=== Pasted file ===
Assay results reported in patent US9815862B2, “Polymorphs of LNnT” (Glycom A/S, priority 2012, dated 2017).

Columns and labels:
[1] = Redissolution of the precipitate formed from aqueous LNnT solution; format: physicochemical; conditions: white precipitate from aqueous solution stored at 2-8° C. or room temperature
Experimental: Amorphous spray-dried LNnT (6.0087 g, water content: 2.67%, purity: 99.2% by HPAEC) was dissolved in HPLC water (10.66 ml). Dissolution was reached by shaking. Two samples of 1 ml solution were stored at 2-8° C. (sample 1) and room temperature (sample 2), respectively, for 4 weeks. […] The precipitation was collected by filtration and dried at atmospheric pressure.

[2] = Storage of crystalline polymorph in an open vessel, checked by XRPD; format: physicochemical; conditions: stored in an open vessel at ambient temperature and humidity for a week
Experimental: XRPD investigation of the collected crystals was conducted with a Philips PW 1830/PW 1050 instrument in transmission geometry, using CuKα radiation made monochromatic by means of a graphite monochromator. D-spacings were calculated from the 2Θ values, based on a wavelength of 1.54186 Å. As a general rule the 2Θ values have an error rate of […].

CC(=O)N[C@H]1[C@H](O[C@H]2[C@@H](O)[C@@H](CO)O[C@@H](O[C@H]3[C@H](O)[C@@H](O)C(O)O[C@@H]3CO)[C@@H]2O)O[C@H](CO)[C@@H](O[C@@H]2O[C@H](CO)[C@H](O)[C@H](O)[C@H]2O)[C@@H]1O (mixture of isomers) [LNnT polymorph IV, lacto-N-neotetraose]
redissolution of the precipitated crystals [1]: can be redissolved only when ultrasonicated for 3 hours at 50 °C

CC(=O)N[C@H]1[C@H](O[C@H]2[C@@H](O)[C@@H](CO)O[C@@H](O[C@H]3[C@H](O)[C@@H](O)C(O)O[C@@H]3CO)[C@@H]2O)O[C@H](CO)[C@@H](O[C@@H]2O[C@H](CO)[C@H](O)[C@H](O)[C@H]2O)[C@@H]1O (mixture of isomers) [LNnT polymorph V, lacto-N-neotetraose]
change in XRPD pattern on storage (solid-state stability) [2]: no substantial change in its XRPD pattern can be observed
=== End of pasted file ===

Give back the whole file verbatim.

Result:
Assay results reported in patent US9815862B2, “Polymorphs of LNnT” (Glycom A/S, priority 2012, dated 2017).

Columns and labels:
[1] = Redissolution of the precipitate formed from aqueous LNnT solution; format: physicochemical; conditions: white precipitate from aqueous solution stored at 2-8° C. or room temperature
Experimental: Amorphous spray-dried LNnT (6.0087 g, water content: 2.67%, purity: 99.2% by HPAEC) was dissolved in HPLC water (10.66 ml). Dissolution was reached by shaking. Two samples of 1 ml solution were stored at 2-8° C. (sample 1) and room temperature (sample 2), respectively, for 4 weeks. […] The precipitation was collected by filtration and dried at atmospheric pressure.

[2] = Storage of crystalline polymorph in an open vessel, checked by XRPD; format: physicochemical; conditions: stored in an open vessel at ambient temperature and humidity for a week
Experimental: XRPD investigation of the collected crystals was conducted with a Philips PW 1830/PW 1050 instrument in transmission geometry, using CuKα radiation made monochromatic by means of a graphite monochromator. D-spacings were calculated from the 2Θ values, based on a wavelength of 1.54186 Å. As a general rule the 2Θ values have an error rate of […].

CC(=O)N[C@H]1[C@H](O[C@H]2[C@@H](O)[C@@H](CO)O[C@@H](O[C@H]3[C@H](O)[C@@H](O)C(O)O[C@@H]3CO)[C@@H]2O)O[C@H](CO)[C@@H](O[C@@H]2O[C@H](CO)[C@H](O)[C@H](O)[C@H]2O)[C@@H]1O (mixture of isomers) [LNnT polymorph IV, lacto-N-neotetraose]
redissolution of the precipitated crystals [1]: can be redissolved only when ultrasonicated for 3 hours at 50 °C

CC(=O)N[C@H]1[C@H](O[C@H]2[C@@H](O)[C@@H](CO)O[C@@H](O[C@H]3[C@H](O)[C@@H](O)C(O)O[C@@H]3CO)[C@@H]2O)O[C@H](CO)[C@@H](O[C@@H]2O[C@H](CO)[C@H](O)[C@H](O)[C@H]2O)[C@@H]1O (mixture of isomers) [LNnT polymorph V, lacto-N-neotetraose]
change in XRPD pattern on storage (solid-state stability) [2]: no substantial change in its XRPD pattern can be observed